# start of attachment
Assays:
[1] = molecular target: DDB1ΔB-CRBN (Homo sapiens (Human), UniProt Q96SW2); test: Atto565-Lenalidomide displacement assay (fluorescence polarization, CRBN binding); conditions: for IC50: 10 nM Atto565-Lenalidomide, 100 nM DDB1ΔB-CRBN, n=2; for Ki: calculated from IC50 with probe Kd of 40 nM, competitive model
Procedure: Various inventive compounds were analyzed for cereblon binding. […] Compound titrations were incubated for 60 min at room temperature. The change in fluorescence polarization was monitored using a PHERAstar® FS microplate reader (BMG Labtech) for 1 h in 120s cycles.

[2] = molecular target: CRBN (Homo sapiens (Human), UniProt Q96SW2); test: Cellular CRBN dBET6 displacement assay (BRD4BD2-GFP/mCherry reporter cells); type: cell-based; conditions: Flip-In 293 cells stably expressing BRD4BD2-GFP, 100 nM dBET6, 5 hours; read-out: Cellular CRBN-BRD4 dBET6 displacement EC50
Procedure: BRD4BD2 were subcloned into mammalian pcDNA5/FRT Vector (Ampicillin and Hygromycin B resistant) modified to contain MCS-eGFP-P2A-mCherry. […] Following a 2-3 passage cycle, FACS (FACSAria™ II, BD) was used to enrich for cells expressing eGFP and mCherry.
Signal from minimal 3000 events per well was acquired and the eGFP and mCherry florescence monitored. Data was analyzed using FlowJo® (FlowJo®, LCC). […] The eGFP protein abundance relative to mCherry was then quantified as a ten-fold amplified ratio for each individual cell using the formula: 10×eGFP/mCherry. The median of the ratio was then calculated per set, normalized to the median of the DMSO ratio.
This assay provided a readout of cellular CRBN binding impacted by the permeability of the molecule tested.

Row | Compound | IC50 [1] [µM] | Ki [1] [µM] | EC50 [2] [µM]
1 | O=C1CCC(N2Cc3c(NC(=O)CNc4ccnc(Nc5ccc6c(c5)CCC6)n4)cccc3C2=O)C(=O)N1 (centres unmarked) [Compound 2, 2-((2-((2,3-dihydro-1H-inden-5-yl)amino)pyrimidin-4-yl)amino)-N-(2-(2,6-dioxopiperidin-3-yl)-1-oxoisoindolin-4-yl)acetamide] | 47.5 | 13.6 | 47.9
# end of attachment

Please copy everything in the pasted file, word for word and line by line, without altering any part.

Assays:
[1] = molecular target: DDB1ΔB-CRBN (Homo sapiens (Human), UniProt Q96SW2); test: Atto565-Lenalidomide displacement assay (fluorescence polarization, CRBN binding); conditions: for IC50: 10 nM Atto565-Lenalidomide, 100 nM DDB1ΔB-CRBN, n=2; for Ki: calculated from IC50 with probe Kd of 40 nM, competitive model
Procedure: Various inventive compounds were analyzed for cereblon binding. […] Compound titrations were incubated for 60 min at room temperature. The change in fluorescence polarization was monitored using a PHERAstar® FS microplate reader (BMG Labtech) for 1 h in 120s cycles.

[2] = molecular target: CRBN (Homo sapiens (Human), UniProt Q96SW2); test: Cellular CRBN dBET6 displacement assay (BRD4BD2-GFP/mCherry reporter cells); type: cell-based; conditions: Flip-In 293 cells stably expressing BRD4BD2-GFP, 100 nM dBET6, 5 hours; read-out: Cellular CRBN-BRD4 dBET6 displacement EC50
Procedure: BRD4BD2 were subcloned into mammalian pcDNA5/FRT Vector (Ampicillin and Hygromycin B resistant) modified to contain MCS-eGFP-P2A-mCherry. […] Following a 2-3 passage cycle, FACS (FACSAria™ II, BD) was used to enrich for cells expressing eGFP and mCherry.
Signal from minimal 3000 events per well was acquired and the eGFP and mCherry florescence monitored. Data was analyzed using FlowJo® (FlowJo®, LCC). […] The eGFP protein abundance relative to mCherry was then quantified as a ten-fold amplified ratio for each individual cell using the formula: 10×eGFP/mCherry. The median of the ratio was then calculated per set, normalized to the median of the DMSO ratio.
This assay provided a readout of cellular CRBN binding impacted by the permeability of the molecule tested.

Row | Compound | IC50 [1] [µM] | Ki [1] [µM] | EC50 [2] [µM]
1 | O=C1CCC(N2Cc3c(NC(=O)CNc4ccnc(Nc5ccc6c(c5)CCC6)n4)cccc3C2=O)C(=O)N1 (centres unmarked) [Compound 2, 2-((2-((2,3-dihydro-1H-inden-5-yl)amino)pyrimidin-4-yl)amino)-N-(2-(2,6-dioxopiperidin-3-yl)-1-oxoisoindolin-4-yl)acetamide] | 47.5 | 13.6 | 47.9